A lot of critics are calling Emma Stone the new Lindsay Lohan and I totally get that. Like Lohan, she’s a pretty, husky-voiced redhead with serious acting chops and a great sense of comic timing. But while Lohan always had a laid back quality to her work (and allow me to formally apologize for speaking of Lohan's acting career in the past tense—come back soon, Linds!), Stone is positively antic. She’s a motormouthed ingénue with a Borscht-Belt-like tendency to make hurried sarcastic asides—and she’s able to play both the sexy siren (as she did in Superbad and Zombieland) or the dweeby outcast (as she did in House Bunny and The Ghosts of Girlfriends Past.) What’s more, she’s fearless as an actress—never afraid to look foolish (braces and acid washed jeans anyone?) or push the joke too far. She’s her own very unique force of nature. Frankly, the Lohan comparisons are just lazy.
Easy A is the first film that allows Stone to show us all that she’s got. She plays Olive Penderghast, a good kid who gets along almost too well with her neo-hippie parents (Stanley Tucci and Patricia Clarkson). When she makes the classic teenage mistake—lying to her nosy best friend about losing her virginity—the high-school information-superhighway kicks in and suddenly, everyone knows. This is exacerbated when Olive does a favor for the tormented gay boy in school, pretending to have sex with him to get the jocks off his back. Now she’s branded the school tramp. But instead of trying to clear her name, she embraces her new role, providing a similar pseudo de-virginizing service for many of the schools outcasts (“I fake rocked your world!” she tells one) and cheekily sporting a scarlet-letter A on her chest (they’re conveniently reading The Scarlet Letter in English class).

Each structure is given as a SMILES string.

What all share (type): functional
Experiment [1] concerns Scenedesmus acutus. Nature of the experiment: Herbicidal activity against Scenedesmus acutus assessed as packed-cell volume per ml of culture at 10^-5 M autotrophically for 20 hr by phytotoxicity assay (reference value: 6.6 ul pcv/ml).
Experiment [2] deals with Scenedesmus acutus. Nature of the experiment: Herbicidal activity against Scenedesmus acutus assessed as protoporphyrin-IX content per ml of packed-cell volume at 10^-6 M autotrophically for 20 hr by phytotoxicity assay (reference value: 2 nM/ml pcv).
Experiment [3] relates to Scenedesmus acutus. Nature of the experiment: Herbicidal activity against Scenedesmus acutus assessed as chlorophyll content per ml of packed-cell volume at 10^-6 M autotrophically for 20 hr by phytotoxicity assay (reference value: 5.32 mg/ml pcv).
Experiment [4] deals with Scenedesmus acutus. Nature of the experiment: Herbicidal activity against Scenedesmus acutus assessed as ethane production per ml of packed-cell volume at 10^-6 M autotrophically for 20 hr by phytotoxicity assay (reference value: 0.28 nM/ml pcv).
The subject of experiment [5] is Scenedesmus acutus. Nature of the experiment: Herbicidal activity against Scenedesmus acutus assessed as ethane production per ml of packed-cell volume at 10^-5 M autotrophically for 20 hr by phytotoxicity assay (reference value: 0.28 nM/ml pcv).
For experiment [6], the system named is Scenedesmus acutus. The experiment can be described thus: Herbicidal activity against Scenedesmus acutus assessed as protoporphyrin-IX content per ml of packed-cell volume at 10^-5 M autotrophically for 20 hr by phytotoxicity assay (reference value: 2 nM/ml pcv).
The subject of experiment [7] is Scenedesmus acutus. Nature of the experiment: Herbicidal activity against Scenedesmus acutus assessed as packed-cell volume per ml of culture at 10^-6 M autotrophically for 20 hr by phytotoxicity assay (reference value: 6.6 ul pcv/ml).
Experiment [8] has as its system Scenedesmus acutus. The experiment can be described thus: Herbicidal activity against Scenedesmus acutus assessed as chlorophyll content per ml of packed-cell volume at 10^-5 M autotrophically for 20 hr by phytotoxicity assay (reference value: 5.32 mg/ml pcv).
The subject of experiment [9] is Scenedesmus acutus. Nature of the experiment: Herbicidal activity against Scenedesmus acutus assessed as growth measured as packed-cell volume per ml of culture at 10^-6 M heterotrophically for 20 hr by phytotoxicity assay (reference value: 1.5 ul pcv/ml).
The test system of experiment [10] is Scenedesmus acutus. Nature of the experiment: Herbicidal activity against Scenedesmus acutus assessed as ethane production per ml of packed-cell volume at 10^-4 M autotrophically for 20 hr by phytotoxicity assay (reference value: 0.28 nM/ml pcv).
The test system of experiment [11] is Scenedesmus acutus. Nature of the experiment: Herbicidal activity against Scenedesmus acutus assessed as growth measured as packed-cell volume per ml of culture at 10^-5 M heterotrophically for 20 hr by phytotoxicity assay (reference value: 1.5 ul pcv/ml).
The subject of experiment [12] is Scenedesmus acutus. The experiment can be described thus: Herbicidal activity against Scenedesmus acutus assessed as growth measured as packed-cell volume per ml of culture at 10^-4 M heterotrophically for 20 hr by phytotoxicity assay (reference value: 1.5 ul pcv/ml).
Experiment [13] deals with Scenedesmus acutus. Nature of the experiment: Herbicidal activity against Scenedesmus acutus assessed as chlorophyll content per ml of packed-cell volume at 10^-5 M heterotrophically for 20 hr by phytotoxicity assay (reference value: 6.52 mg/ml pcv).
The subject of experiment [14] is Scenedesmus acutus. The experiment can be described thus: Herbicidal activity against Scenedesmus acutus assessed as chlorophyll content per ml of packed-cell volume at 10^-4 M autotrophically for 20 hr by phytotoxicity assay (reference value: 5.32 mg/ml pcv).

In other words, we get to see Stone as the shy outcast, the rebel, the sex pot (in her Hester Prynne mode, she rocks what her father calls “upscale hooker” attire), the teen queen in pink fuzzy slippers (Olive narrates much of her story from web cam in her bedroom), and the traditional romantic lead (she has a real love interest, played by Gossip Girl’s Penn Badgley.)
Much of Easy A plays as intended—it’s lively and funny and hip, in the same mode as Clueless and, yes, Lohan’s Mean Girls. But not everything works. Sometimes the irony is so thick, it becomes downright inscrutable. When we first meet Olive’s English teacher (Thomas Haden-Church), he engages in a rapid-fire exchange with her that is supposed to show how smart and with-it he is. But until Olive’s voiceover cites him as her favorite teacher, I thought he was being mocked as the grown-up who tries too hard to be “down” with the kids. Some of the laissez-faire-style parenting by Clarkson and Tucci is equally hard to gauge—are we supposed to applaud their extreme indifference to their daughter’s personal meltdown? Worse still, Easy A falls into that trap of making fun of the Christian right group at school, led by, yes, a perky minister’s daughter (Amanda Bynes). Yawn. We’ve seen the teen-God-squad-as-villain before.
Quibbles aside, Easy A is mostly a hoot. After the enormous success of Juno, I was expecting to see more films that starred self-assured brainy girls like Juno (and Olive). We haven’t. To that end, I’m optimistic that Easy A will serve two noble purposes: It will remind Hollywood that smart teenage girls go to the movies, too (!), and it will finally allow Stone to take the spotlight on her own.